From CNN's Max Ramsay in London and Tim Lister in Spain

Princess María Teresa of Bourbon-Parma attends a presentation of her book "Les bourbon Parme, une famille engagée dans l'histoire" in Parma, Italy, on September 27, 2014.
Princess María Teresa of Bourbon-Parma attends a presentation of her book "Les bourbon Parme, une famille engagée dans l'histoire" in Parma, Italy, on September 27, 2014. Albert Nieboer/picture-alliance/dpa/AP Images

Spain’s María Teresa of Bourbon-Parma has become the first royal to die from coronavirus, according to a statement from her brother Prince Sixto Enrique.

The Princess, a distant cousin of Spain's King Felipe, was 86 and died in Paris on Thursday, her brother said.

A funeral was held in Madrid on Friday.

Other royals with coronavirus: Prince Charles, the Queen's son and the first in line to the British throne, has also tested positive for coronavirus and is now self-isolating in Scotland.

According to a statement last week from Clarence House, he was displaying mild symptoms but was otherwise in good health.

7:18 a.m. ET, March 30, 2020

UK coronavirus outbreak showing signs of slowing - epidemiologist

From CNN's Simon Cullen in London

A member of the ambulance service transports a patient into an ambulance at St Thomas' Hospital in London on March 24.
A member of the ambulance service transports a patient into an ambulance at St Thomas' Hospital in London on March 24. Daniel Leal-Olivas/AFP/Getty Images

The coronavirus outbreak in the UK is showing early signs of slowing, according to Neil Ferguson, a professor of mathematical biology at Imperial College London.

“We think the epidemic is just about slowing in the UK right now,” he told BBC Radio on Monday. “It is the result of the actions people have taken and governments have taken.”

However he cautioned that the outbreak is in different stages in different parts of the country.

In central London, Professor Ferguson says it’s possible 3-5% of the population has been infected. However the figure is more likely 2-3% in the UK as a whole.

The UK had more than 19,500 positive cases as of Sunday, according to figures from the department of health and social care. At least 1,228 of those hospitalized have died.

Need for antibody test: He says the development of an antibody test will be “critical” to getting more accurate data on the extent of the outbreak.

The tests are in the final stages of validation right now,” Professor Ferguson said, adding that it could be available in “days rather than weeks.”

Junior Health Minister Helen Whately told BBC Radio that she is aware of work being undertaken to develop the test, but would not confirm when it would be available.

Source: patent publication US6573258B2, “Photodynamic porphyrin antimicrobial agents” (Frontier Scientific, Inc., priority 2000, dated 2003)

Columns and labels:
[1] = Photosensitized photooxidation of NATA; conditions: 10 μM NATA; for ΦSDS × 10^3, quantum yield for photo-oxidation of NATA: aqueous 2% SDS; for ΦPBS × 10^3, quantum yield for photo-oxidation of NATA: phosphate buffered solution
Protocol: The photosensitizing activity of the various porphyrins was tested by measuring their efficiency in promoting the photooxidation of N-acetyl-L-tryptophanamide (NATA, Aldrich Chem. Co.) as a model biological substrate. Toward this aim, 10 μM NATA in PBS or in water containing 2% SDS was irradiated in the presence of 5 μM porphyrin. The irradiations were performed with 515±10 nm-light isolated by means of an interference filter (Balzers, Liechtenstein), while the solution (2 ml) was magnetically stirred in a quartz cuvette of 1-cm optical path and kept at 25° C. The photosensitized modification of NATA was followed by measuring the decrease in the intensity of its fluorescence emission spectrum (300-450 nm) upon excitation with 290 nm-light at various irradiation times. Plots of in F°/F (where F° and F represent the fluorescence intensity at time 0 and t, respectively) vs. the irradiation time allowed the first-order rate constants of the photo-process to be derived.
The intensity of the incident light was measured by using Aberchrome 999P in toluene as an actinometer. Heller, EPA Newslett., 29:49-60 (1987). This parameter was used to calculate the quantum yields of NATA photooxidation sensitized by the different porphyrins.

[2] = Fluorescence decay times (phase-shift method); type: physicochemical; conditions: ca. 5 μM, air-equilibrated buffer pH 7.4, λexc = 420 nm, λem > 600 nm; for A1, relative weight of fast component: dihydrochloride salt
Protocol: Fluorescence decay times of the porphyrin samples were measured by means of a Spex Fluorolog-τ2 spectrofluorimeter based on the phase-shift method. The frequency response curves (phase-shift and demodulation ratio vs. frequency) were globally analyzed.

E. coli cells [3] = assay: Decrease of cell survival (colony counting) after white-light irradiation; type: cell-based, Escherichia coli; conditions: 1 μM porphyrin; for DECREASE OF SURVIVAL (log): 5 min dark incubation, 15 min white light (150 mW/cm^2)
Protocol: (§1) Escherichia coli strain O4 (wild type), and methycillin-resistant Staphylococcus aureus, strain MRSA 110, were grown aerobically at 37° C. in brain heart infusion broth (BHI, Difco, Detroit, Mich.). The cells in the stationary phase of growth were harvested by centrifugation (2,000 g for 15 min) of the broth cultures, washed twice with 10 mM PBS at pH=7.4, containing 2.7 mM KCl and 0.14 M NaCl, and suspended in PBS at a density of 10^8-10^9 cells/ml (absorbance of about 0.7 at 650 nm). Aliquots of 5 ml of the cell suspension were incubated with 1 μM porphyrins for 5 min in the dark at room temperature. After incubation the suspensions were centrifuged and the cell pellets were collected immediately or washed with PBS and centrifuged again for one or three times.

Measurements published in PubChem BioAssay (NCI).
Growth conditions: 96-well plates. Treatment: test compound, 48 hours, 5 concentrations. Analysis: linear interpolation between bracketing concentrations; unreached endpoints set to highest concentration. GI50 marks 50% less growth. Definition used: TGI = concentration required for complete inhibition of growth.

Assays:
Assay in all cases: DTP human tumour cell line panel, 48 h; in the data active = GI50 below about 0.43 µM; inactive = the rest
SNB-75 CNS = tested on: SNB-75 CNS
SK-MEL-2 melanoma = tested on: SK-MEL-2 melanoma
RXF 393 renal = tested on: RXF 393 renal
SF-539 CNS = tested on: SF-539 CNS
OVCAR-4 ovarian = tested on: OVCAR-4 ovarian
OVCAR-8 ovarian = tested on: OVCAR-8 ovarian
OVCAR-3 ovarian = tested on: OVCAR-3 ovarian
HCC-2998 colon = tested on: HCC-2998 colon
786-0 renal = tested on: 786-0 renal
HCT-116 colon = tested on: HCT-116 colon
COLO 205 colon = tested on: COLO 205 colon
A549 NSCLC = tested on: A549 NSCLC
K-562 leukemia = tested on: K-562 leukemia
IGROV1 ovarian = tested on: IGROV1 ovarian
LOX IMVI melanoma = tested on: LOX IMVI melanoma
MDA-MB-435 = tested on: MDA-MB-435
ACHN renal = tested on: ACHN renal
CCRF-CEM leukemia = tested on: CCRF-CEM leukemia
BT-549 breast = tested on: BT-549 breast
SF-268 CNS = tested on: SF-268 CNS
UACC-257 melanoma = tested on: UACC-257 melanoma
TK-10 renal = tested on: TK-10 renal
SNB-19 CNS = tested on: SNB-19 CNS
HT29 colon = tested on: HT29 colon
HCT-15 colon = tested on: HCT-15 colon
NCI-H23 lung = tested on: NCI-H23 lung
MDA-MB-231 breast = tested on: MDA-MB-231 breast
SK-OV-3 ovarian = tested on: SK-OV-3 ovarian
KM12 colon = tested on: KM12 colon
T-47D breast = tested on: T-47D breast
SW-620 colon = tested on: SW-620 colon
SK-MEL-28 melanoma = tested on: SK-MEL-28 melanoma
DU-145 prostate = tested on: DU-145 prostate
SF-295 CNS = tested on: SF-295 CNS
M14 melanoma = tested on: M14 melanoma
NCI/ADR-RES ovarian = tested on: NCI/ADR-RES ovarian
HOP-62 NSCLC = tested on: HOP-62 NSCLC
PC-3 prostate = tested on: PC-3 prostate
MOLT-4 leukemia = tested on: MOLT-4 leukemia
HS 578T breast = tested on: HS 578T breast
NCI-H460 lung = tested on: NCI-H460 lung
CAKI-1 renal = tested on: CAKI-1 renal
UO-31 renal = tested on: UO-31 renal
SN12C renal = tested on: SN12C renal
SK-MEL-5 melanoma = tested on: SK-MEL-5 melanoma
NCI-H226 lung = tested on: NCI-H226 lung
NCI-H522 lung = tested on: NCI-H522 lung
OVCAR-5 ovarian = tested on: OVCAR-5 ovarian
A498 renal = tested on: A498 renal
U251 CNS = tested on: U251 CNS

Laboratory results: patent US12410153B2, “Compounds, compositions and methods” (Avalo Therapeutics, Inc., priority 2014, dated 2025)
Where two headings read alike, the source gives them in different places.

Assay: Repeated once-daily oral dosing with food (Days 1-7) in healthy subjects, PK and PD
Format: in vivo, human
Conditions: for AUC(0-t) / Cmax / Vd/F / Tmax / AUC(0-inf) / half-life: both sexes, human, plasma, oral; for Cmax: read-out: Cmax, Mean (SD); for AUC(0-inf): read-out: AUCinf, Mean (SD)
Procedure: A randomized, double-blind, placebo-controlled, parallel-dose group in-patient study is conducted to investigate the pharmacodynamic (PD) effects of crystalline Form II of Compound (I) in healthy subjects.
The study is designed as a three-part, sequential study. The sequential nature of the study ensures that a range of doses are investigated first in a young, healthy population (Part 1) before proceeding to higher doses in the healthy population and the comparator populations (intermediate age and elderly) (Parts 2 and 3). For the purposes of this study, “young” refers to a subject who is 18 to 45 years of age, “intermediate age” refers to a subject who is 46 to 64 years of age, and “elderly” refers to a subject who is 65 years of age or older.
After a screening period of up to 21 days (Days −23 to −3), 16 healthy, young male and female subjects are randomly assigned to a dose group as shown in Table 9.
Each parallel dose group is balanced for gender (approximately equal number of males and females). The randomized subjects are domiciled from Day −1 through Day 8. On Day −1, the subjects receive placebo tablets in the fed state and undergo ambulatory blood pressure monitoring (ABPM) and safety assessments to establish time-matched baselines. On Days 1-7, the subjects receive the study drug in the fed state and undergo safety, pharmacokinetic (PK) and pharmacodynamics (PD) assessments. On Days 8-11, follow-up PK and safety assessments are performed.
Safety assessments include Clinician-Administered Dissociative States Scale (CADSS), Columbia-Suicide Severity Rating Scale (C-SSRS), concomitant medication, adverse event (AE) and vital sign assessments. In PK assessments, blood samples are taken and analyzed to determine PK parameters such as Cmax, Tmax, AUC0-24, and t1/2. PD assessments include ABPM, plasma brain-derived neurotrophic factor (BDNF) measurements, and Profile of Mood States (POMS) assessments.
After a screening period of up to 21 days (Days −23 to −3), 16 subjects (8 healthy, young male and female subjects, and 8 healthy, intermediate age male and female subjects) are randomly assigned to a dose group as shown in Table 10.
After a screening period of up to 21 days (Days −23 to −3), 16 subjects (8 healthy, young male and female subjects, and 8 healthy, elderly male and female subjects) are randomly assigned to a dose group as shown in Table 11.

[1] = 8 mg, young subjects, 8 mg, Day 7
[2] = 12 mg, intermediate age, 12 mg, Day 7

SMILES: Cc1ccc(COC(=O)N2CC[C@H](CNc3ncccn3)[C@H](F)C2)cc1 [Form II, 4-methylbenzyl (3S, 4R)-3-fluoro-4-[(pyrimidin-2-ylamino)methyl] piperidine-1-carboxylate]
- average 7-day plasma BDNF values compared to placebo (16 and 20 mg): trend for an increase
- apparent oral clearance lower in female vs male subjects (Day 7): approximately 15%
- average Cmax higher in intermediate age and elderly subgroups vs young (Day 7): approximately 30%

She also defended the UK’s record on testing for coronavirus, while conceding there are a “handful” of countries that are doing more testing.

First UK doctor dies of coronavirus: An ear, nose and throat consultant has become the first UK medical practitioner to die of the coronavirus. Health authorities wouldn't confirm his age, but said he died Saturday at Glenfield Hospital in Leicester, England.

5:24 a.m. ET, March 30, 2020

Zimbabwe starts 21-day lockdown 

From Columbus Mavhunga in Harare, Zimbabwe

People wait in a queue to have their temperatures taken by health workers before entering a public hospital, in Harare, Zimbabwe, Saturday, March 21, 2020. (AP Photo/Tsvangirayi Mukwazhi)
People wait in a queue to have their temperatures taken by health workers before entering a public hospital, in Harare, Zimbabwe, Saturday, March 21, 2020. (AP Photo/Tsvangirayi Mukwazhi) Tsvangirayi Mukwazhi/AP

Zimbabwe started a three-week lockdown on Monday as part of the government’s efforts to contain the spread of Covid-19, but critics are calling for more action.

Police are driving around using loudspeakers asking people in Harare to stay indoors. Their message: “Please do not force the police to show you the way to your homes. Kindly go back now.”

On Friday President Emmerson Mnangagwa said he said he feared the situation would worsen with winter around the corner, despite Zimbabwe having few cases of Covid-19. The country had seven confirmed cases, including one death, as of Monday

Most supermarkets are open, Monday. The country’s largest brewing company, Delta Corporation, was given an essential services letter by the government, allowing it to continue to operate during the three-week lockdown.

Concern over lockdown impact: Meanwhile, workers are concerned about how the lockdown will affect Zimbabweans and their livelihoods.

“The lockdown on its own is not the panacea to solving Covid-19. It has to be supplemented by extra measures such as increased case detection, increased community surveillance and expansion of testing centers across the country. During the lockdown, let’s test more people – not just about 200 as of today to harness the impact of the lockdown. Medical personnel are still demotivated because of lack of PPEs (Personal Protective Equipment),” said Dr Fortune Nyamande a public health specialist and a spokesman for Zimbabwe Association of Doctors for Human Rights.